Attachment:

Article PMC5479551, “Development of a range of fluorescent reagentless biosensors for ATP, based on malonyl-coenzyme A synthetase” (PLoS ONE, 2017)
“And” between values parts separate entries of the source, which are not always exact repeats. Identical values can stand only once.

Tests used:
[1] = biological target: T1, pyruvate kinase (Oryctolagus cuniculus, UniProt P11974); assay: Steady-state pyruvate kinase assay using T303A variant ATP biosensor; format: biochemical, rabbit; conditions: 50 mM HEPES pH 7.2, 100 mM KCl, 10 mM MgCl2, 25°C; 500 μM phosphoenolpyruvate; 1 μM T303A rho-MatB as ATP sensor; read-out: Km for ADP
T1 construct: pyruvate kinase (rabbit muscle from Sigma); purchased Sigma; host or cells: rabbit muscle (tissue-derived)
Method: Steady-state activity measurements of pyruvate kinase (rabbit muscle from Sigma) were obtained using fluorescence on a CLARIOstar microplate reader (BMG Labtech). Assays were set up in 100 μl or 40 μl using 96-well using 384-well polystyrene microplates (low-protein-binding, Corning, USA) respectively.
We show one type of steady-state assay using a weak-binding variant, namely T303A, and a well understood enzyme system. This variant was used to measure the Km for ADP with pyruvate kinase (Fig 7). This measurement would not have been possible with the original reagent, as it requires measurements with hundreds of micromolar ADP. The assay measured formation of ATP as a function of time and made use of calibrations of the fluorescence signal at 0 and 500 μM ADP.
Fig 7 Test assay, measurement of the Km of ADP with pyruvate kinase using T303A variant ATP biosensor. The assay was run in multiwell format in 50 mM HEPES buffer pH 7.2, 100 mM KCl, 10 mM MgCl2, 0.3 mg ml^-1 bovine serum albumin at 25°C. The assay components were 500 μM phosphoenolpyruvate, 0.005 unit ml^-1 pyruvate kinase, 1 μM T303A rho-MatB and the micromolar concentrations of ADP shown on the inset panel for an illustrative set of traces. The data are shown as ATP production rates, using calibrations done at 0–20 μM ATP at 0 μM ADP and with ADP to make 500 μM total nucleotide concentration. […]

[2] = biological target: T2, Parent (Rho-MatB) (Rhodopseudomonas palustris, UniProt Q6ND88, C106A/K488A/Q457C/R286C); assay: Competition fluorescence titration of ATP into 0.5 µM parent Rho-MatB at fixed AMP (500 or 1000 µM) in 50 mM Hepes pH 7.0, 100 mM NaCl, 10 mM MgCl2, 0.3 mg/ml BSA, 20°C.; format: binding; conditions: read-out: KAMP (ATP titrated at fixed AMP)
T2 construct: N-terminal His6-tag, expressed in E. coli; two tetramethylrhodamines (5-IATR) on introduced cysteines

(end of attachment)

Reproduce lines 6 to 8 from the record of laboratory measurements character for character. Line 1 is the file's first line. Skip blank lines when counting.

Method: Steady-state activity measurements of pyruvate kinase (rabbit muscle from Sigma) were obtained using fluorescence on a CLARIOstar microplate reader (BMG Labtech). Assays were set up in 100 μl or 40 μl using 96-well using 384-well polystyrene microplates (low-protein-binding, Corning, USA) respectively.
We show one type of steady-state assay using a weak-binding variant, namely T303A, and a well understood enzyme system. This variant was used to measure the Km for ADP with pyruvate kinase (Fig 7). This measurement would not have been possible with the original reagent, as it requires measurements with hundreds of micromolar ADP. The assay measured formation of ATP as a function of time and made use of calibrations of the fluorescence signal at 0 and 500 μM ADP.
Fig 7 Test assay, measurement of the Km of ADP with pyruvate kinase using T303A variant ATP biosensor. The assay was run in multiwell format in 50 mM HEPES buffer pH 7.2, 100 mM KCl, 10 mM MgCl2, 0.3 mg ml^-1 bovine serum albumin at 25°C. The assay components were 500 μM phosphoenolpyruvate, 0.005 unit ml^-1 pyruvate kinase, 1 μM T303A rho-MatB and the micromolar concentrations of ADP shown on the inset panel for an illustrative set of traces. The data are shown as ATP production rates, using calibrations done at 0–20 μM ATP at 0 μM ADP and with ADP to make 500 μM total nucleotide concentration. […]